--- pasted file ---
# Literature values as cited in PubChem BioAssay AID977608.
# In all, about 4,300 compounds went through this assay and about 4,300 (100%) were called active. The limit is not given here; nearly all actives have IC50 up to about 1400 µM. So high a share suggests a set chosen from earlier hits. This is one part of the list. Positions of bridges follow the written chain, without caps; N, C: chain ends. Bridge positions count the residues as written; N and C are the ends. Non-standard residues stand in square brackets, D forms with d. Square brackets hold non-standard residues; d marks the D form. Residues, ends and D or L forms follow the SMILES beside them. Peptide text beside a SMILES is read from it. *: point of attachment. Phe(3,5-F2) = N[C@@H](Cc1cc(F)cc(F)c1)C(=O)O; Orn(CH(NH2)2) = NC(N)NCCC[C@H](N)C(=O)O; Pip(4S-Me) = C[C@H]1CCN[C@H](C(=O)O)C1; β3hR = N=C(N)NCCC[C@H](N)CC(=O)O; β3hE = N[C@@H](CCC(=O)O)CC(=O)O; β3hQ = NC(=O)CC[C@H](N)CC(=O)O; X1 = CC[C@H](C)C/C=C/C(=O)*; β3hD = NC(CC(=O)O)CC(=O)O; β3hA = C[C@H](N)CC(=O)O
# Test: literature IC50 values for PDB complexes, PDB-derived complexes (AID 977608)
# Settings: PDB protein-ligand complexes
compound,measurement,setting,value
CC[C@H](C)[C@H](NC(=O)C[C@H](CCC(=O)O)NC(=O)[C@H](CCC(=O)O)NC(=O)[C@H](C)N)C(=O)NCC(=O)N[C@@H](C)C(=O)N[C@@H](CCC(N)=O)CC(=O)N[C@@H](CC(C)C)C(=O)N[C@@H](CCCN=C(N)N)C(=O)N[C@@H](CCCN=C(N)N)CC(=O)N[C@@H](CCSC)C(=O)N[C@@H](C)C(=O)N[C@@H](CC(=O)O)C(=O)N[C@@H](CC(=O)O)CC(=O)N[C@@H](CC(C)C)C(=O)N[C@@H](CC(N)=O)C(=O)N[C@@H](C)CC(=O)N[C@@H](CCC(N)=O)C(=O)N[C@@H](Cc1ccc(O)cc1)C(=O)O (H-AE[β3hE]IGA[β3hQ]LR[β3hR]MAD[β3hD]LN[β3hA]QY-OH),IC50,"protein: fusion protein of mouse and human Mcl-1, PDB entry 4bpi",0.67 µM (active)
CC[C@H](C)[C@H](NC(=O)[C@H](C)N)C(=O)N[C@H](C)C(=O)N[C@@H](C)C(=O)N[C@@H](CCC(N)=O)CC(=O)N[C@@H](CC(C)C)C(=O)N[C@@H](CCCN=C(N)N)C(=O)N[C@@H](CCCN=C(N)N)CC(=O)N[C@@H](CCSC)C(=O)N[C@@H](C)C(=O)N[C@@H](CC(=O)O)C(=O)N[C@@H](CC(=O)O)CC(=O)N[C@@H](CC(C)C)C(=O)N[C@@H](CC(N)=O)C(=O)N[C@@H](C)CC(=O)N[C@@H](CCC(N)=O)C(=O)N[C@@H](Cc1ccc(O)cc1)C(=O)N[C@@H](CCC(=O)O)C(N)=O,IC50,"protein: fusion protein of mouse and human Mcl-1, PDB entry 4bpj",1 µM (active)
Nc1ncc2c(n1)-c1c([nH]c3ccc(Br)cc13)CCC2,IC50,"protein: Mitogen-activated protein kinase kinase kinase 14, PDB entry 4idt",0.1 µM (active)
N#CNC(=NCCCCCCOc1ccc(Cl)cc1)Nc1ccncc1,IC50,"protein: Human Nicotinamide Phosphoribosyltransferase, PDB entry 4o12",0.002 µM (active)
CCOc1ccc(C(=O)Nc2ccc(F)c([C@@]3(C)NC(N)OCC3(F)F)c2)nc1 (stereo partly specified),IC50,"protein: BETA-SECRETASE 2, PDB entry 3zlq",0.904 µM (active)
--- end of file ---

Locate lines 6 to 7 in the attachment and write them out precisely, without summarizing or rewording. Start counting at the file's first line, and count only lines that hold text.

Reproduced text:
CC[C@H](C)[C@H](NC(=O)C[C@H](CCC(=O)O)NC(=O)[C@H](CCC(=O)O)NC(=O)[C@H](C)N)C(=O)NCC(=O)N[C@@H](C)C(=O)N[C@@H](CCC(N)=O)CC(=O)N[C@@H](CC(C)C)C(=O)N[C@@H](CCCN=C(N)N)C(=O)N[C@@H](CCCN=C(N)N)CC(=O)N[C@@H](CCSC)C(=O)N[C@@H](C)C(=O)N[C@@H](CC(=O)O)C(=O)N[C@@H](CC(=O)O)CC(=O)N[C@@H](CC(C)C)C(=O)N[C@@H](CC(N)=O)C(=O)N[C@@H](C)CC(=O)N[C@@H](CCC(N)=O)C(=O)N[C@@H](Cc1ccc(O)cc1)C(=O)O (H-AE[β3hE]IGA[β3hQ]LR[β3hR]MAD[β3hD]LN[β3hA]QY-OH),IC50,"protein: fusion protein of mouse and human Mcl-1, PDB entry 4bpi",0.67 µM (active)
CC[C@H](C)[C@H](NC(=O)[C@H](C)N)C(=O)N[C@H](C)C(=O)N[C@@H](C)C(=O)N[C@@H](CCC(N)=O)CC(=O)N[C@@H](CC(C)C)C(=O)N[C@@H](CCCN=C(N)N)C(=O)N[C@@H](CCCN=C(N)N)CC(=O)N[C@@H](CCSC)C(=O)N[C@@H](C)C(=O)N[C@@H](CC(=O)O)C(=O)N[C@@H](CC(=O)O)CC(=O)N[C@@H](CC(C)C)C(=O)N[C@@H](CC(N)=O)C(=O)N[C@@H](C)CC(=O)N[C@@H](CCC(N)=O)C(=O)N[C@@H](Cc1ccc(O)cc1)C(=O)N[C@@H](CCC(=O)O)C(N)=O,IC50,"protein: fusion protein of mouse and human Mcl-1, PDB entry 4bpj",1 µM (active)